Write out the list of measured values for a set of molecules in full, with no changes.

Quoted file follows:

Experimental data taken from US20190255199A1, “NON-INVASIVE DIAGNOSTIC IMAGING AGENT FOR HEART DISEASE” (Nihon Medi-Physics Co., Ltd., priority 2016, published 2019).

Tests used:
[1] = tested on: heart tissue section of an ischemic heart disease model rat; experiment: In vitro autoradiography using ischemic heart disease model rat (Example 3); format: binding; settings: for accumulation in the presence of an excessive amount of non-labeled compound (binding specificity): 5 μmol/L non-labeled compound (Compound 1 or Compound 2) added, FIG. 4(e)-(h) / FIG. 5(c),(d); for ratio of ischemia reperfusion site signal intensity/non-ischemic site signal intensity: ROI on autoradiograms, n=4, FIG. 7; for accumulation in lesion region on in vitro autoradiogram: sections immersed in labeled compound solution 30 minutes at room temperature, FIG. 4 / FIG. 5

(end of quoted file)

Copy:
Experimental data taken from US20190255199A1, “NON-INVASIVE DIAGNOSTIC IMAGING AGENT FOR HEART DISEASE” (Nihon Medi-Physics Co., Ltd., priority 2016, published 2019).

Tests used:
[1] = tested on: heart tissue section of an ischemic heart disease model rat; experiment: In vitro autoradiography using ischemic heart disease model rat (Example 3); format: binding; settings: for accumulation in the presence of an excessive amount of non-labeled compound (binding specificity): 5 μmol/L non-labeled compound (Compound 1 or Compound 2) added, FIG. 4(e)-(h) / FIG. 5(c),(d); for ratio of ischemia reperfusion site signal intensity/non-ischemic site signal intensity: ROI on autoradiograms, n=4, FIG. 7; for accumulation in lesion region on in vitro autoradiogram: sections immersed in labeled compound solution 30 minutes at room temperature, FIG. 4 / FIG. 5